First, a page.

Investor State Dispute Settlement and climate change
The TPP also will permit a foreign corporation that feels a state, local or national government has taken an action that unfairly harms its profitability to bypass domestic courts and sue for damages before an international tribunal. Since the TPP partners have 9,000 subsidiaries in the U.S., the potential for a trade suit is quite high.
ISDS lawsuits have grown substantially over the past several years, and America’s exposure to suits through the TPP now has been roughly doubled.
A lawsuit under ISDS doesn’t force a country to change its laws or regulations, but it can have a chilling effect. Faced with the pressure of multi-billion-dollar damages, countries or state and local governments may think twice before imposing strong protective environmental and public health standards. When threatened by a lawsuit, they may settle by relaxing those standards.
ISDS also may have a profound effect on state and regional agreements to address climate change. A foreign corporation that believes its profits have been harmed by policies to address climate change can bypass domestic courts and sue in an international three-person ISDS tribunal. The judges come from the arcane world of international trade, many of them trade lawyers with ties to corporations.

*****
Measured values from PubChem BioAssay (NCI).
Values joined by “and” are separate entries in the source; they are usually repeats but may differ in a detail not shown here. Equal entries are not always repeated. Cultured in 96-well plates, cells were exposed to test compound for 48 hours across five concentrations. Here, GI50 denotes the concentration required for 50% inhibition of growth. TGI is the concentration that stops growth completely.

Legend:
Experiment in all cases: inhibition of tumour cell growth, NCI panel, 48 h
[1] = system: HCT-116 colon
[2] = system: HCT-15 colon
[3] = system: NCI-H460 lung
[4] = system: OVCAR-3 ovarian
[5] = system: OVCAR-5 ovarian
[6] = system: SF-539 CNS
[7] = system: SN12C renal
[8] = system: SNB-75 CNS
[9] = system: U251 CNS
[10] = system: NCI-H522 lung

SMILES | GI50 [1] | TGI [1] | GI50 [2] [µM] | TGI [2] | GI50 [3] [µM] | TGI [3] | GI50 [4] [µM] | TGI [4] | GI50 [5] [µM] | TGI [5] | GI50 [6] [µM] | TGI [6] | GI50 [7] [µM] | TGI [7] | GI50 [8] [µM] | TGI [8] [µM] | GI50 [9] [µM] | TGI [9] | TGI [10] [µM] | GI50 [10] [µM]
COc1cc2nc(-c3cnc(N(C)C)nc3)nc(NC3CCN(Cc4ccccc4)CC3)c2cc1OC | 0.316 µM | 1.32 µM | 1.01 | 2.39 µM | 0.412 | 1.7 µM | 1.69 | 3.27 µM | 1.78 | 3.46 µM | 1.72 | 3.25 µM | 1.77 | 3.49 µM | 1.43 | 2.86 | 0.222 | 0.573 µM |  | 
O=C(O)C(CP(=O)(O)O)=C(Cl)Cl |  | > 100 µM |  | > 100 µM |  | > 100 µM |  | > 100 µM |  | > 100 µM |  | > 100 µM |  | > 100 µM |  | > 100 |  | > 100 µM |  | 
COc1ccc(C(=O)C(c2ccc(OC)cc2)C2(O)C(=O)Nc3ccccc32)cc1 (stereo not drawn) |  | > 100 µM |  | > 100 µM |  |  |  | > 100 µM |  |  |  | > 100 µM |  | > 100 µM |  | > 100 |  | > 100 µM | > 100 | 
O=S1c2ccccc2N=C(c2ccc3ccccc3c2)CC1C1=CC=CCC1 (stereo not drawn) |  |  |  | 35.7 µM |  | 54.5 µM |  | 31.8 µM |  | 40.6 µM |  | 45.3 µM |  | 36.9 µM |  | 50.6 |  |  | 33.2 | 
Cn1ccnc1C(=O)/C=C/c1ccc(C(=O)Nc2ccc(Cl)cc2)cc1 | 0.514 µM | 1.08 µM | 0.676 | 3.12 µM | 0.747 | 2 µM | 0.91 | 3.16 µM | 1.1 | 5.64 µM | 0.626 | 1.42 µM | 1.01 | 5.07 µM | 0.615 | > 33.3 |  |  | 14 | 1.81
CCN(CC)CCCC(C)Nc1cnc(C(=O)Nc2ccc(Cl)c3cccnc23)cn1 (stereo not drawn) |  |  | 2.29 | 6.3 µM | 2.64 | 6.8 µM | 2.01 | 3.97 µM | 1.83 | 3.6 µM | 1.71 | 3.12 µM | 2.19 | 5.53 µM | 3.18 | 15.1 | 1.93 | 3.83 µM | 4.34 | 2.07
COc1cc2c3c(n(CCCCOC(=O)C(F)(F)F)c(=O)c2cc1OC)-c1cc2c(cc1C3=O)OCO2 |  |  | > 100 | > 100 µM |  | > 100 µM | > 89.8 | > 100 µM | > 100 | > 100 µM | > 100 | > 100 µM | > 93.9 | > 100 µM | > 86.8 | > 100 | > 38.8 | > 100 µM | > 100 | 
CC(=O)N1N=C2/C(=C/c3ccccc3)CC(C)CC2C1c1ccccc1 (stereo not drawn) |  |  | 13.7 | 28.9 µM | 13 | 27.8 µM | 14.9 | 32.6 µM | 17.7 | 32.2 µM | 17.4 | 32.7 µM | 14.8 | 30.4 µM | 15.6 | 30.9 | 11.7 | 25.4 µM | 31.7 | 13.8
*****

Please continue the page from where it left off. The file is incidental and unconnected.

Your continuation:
Late last year, when the Obama Administration cancelled TransCanada’s Keystone XL pipeline project, the company used the North American Free Trade Agreement (NAFTA) to sue the U.S. under ISDS, asking for $15 billion in damages.
Democratic Senator Barbara Boxer (CA) has raised concerns that her state’s landmark AB 32 law, which commits the state to sharply cutting its carbon pollution, could be sued under ISDS.
For Democratic Senator Elizabeth Warren, ISDS alone is reason enough to oppose the TPP. The trade deal as drafted, and unable to be revised by Congress, she writes, will make things “more dangerous for American families.”
Nobel-prize-winning economist Joseph Stiglitz agrees. The TPP, he writes, “may turn out to be the worst trade agreement in decades.”
Support from UCS members make work like this possible. Will you join us? Help UCS advance independent science for a healthy environment and a safer world.